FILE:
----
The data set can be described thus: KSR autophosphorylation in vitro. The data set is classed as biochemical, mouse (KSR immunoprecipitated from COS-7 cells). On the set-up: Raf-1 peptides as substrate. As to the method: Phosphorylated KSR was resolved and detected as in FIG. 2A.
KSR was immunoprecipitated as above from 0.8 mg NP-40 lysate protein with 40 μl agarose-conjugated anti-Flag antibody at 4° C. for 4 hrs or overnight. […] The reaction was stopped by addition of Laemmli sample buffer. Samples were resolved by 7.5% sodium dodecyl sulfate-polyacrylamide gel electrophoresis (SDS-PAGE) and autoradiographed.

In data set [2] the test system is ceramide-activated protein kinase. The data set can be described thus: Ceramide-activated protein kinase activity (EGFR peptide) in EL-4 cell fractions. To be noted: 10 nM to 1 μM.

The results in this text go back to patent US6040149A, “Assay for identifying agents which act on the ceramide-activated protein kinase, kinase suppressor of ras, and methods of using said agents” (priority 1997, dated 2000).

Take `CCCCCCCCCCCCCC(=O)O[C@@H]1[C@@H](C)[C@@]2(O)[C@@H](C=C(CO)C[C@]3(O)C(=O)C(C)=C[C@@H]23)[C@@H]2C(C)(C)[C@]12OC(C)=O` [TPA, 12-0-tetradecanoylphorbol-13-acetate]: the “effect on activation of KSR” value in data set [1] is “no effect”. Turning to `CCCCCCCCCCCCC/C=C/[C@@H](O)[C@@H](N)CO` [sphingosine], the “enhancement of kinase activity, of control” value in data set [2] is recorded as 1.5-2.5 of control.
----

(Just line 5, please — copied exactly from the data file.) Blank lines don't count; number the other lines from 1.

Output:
Take `CCCCCCCCCCCCCC(=O)O[C@@H]1[C@@H](C)[C@@]2(O)[C@@H](C=C(CO)C[C@]3(O)C(=O)C(C)=C[C@@H]23)[C@@H]2C(C)(C)[C@]12OC(C)=O` [TPA, 12-0-tetradecanoylphorbol-13-acetate]: the “effect on activation of KSR” value in data set [1] is “no effect”. Turning to `CCCCCCCCCCCCC/C=C/[C@@H](O)[C@@H](N)CO` [sphingosine], the “enhancement of kinase activity, of control” value in data set [2] is recorded as 1.5-2.5 of control.